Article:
The Harvard men's water polo team has its work cut out for itself this week.
The Crimson (18-6 overall) could be satisfied with its second place finish at last weekend's New England Championships in Providence. But the squad's 11-3 loss to Brown in the final game illustrated some critical offensive deficiencies--deficiencies which will have to be remedied soon if Harvard is to have any chance to qualify for the NCAA s at next weekend's Eastern League Championships.
"Our offense was stagnant," freshman Peter Richards said. "We controlled them defensively for a while, but we got a couple of bad breaks, and they completely shut us down."
Junior Nick Branca's 13th goal of the season helped keep Harvard within one goal at the end of the first quarter, 2-1. However, a critical call by the officials in the second period added to the Crimson's woes, and the squad was not able to recover.
Harvard goalie Greg Beber blocked a controversial four-meter penalty shot by the Bruins. But after Beber deflected the shot, the official called the senior goalkeeper for being too far out from goal (a penalty usually called before the shot) and awarded another four-meter shot to the Bruins. The subsequent goal led to the 6-1 halftime Brown lead.
"You can't blame an 11-3 loss on the refs," Co-Captain Steve Dodge said, "but after that point in the second quarter, we certainly had an antagonistic game with the referees."
Freshman Todd Forman and sophomore John Marshall added goals in the second half to close out Harvard's scoring, and Beber finished the game with seven saves.
The Crimson power play, which has plagued Coach Chris Hafferty's squad all year, failed again. The Crimson was unsuccessful on all five of its man-advantage opportunities. In contrast, the Bruins scored on four of their five power-play situations.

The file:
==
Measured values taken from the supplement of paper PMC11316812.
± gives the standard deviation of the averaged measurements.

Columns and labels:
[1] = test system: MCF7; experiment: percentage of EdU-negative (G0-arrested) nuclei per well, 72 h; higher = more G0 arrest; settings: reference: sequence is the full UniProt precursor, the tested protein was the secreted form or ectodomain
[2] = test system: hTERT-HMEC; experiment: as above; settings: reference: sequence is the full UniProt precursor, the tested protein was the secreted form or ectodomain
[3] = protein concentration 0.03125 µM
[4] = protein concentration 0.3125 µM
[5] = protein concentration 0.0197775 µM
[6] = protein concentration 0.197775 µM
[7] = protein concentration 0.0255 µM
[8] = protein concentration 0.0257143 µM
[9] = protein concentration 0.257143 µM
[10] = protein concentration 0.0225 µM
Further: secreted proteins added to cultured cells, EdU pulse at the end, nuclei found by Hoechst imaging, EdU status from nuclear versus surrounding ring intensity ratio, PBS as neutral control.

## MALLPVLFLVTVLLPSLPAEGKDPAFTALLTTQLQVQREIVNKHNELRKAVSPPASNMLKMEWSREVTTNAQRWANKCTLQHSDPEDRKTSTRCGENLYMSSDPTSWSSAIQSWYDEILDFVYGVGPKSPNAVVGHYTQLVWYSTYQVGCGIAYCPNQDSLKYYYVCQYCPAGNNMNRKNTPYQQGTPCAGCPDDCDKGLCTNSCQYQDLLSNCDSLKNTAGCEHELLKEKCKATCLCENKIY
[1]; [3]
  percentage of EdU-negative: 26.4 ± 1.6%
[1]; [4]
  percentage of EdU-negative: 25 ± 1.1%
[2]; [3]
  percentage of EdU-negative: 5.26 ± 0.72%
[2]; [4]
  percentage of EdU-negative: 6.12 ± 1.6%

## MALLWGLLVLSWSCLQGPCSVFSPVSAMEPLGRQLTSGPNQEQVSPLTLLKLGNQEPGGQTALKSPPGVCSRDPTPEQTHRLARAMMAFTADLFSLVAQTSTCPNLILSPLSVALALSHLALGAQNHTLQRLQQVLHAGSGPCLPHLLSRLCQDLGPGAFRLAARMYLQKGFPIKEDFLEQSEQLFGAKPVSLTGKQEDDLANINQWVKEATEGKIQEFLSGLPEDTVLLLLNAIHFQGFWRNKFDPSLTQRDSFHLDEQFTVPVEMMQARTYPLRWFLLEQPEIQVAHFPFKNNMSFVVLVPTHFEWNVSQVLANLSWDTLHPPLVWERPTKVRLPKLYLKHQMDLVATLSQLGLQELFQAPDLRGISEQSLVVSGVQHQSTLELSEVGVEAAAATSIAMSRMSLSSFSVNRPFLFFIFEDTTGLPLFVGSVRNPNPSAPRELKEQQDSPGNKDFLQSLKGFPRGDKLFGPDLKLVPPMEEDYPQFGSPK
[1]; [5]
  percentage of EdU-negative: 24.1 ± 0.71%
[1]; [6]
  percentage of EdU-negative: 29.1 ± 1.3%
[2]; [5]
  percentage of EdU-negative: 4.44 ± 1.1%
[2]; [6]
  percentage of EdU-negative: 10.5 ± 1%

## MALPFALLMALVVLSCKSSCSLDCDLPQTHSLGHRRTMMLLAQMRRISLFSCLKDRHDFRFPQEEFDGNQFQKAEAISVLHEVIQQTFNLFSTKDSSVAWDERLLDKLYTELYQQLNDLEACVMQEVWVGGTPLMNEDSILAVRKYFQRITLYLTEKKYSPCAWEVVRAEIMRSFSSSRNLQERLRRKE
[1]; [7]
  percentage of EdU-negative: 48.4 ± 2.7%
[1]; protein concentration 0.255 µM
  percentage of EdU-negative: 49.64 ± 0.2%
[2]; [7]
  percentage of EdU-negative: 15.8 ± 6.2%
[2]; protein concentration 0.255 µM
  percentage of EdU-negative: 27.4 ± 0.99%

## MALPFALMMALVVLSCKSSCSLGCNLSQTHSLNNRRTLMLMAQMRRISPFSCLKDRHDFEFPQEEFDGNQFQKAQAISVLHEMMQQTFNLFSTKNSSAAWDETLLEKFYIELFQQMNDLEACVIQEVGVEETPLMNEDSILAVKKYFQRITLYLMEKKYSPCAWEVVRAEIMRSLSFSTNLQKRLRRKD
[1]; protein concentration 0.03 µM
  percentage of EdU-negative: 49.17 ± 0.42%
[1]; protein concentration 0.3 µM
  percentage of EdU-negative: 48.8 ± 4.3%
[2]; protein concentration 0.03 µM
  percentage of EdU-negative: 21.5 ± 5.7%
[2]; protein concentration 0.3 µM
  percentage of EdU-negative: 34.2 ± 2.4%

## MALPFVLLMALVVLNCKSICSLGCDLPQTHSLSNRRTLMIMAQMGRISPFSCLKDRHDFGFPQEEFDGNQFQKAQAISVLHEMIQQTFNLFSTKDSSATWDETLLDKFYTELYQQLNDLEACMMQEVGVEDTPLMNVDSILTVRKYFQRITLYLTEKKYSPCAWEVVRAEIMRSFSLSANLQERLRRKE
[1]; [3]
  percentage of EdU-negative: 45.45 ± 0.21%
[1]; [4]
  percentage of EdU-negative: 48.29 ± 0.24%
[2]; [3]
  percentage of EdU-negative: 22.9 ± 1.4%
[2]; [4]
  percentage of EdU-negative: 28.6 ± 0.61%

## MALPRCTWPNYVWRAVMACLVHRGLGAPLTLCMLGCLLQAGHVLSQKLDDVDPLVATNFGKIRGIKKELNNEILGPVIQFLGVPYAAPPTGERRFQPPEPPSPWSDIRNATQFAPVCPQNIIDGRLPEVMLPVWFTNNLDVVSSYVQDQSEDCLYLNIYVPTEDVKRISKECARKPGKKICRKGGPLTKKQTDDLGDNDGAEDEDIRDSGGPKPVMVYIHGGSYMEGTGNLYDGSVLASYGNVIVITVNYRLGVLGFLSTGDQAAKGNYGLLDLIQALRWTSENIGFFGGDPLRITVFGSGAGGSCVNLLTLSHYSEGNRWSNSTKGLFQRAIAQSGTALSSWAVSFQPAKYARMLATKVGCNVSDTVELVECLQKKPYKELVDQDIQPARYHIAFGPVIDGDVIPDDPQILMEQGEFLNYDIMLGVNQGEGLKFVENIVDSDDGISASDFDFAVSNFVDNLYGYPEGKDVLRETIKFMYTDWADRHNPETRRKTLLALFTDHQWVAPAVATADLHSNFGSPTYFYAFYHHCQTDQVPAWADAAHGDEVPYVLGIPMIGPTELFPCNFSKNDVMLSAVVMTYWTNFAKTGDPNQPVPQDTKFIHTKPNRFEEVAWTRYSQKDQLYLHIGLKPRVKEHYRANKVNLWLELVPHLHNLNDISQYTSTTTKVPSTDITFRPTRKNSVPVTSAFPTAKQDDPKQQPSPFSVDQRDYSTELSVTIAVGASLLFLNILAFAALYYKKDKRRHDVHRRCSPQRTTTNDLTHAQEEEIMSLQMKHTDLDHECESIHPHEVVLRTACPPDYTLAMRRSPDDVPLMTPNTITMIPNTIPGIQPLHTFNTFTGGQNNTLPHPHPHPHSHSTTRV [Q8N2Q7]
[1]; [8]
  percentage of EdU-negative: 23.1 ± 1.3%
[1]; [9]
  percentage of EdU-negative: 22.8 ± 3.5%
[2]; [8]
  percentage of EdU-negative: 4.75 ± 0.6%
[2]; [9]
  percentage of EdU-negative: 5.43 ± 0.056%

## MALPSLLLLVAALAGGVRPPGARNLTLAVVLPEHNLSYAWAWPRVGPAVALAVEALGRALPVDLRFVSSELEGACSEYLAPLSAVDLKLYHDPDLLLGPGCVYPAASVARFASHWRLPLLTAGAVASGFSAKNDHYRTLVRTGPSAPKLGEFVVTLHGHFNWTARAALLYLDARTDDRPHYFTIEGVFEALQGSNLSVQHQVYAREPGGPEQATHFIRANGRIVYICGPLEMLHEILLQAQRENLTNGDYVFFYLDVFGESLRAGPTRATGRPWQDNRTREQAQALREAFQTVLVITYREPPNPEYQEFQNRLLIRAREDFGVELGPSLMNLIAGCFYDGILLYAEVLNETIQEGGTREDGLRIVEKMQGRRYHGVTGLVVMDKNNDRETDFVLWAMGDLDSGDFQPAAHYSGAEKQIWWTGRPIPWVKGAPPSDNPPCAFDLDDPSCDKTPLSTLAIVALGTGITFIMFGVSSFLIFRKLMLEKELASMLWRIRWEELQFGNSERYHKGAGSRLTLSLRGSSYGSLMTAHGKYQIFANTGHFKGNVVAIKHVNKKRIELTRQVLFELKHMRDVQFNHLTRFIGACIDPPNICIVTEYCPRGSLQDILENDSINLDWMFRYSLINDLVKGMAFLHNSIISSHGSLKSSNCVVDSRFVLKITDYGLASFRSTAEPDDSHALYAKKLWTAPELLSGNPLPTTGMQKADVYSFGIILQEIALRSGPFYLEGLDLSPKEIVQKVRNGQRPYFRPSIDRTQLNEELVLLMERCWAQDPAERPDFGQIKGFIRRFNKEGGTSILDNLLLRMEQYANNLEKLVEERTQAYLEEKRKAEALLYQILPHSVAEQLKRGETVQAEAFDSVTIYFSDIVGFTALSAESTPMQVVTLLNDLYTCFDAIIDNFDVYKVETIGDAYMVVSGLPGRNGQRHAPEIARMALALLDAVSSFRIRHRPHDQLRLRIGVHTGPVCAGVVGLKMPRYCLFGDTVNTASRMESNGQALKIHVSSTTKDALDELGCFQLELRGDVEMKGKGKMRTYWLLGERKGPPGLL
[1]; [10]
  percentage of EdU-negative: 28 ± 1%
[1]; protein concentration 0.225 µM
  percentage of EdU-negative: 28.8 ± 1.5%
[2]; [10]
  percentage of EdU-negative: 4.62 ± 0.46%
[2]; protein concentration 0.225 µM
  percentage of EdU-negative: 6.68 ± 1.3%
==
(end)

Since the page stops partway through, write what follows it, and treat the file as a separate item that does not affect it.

Forman's seven-goal outburst sparked Harvard's 13-6 win over MIT Saturday, catapulting Harvard into the tournament finals. The victory was the team's fifth straight win over MIT this season.
"We really accomplished what we wanted to--take it to 'em early," Richards said. "We were able to control the ball, work our offense and counterattack to perfection, and our sloughingdefense was a big success against theirhole-setter."
MIT's Will Schrorr, who pulverized the Crimsondefense for seven goals in Harvard's 15-12overtime win in Cambridge two weeks ago, waslimited to just one goal because of Harvard'ssloughing, double-teaming defense.
Beber was forced to make only seven saves andfreshman Mike Johnson added two goals inpropelling the Crimson to its 18th win of theseason.
Johnson, Richards, Co-Captain Eric Bentley,Andy Freed and Kio Lippitt led a balancedoffensive attack with two goals each as Harvardcruised to an easy win, 13-6, over B.C. in thefirst round of the tournament.
The Crimson's aggressive defense dominated theEagles with Johnson and sophomore John Griffineach contributing four steals to the Crimson'simpressive total of 16 in the game. Goalie ScottFrewing added seven saves in keeping B.C. winlessagainst Harvard in four matches this season.
The Crimson will have to play above itsabilities to finish well in next weekend's EasternLeague Championships. Harvard will probably enterthe tournament seeded seventh or eighth in a fieldof eight teams. The squads will be vying for twoberths to the NCAA Championships over Thanksgivingweekend. To qualify for the NCAA tournament, theaquamen must advance to the finals of theEasterns.
"We will have to spend this week reallyconcentrating on our set offense plus our 6-on-5offense and defense," Dodge said. "We didn't playtogether as a team on Sunday. We still need somework."
"Our whole attitude all season long has beenthat we are almost there but [Brown] has beenstronger and more experienced," Richards said. "Wefeel we're close to putting it together and nextweek is our last chance to show that."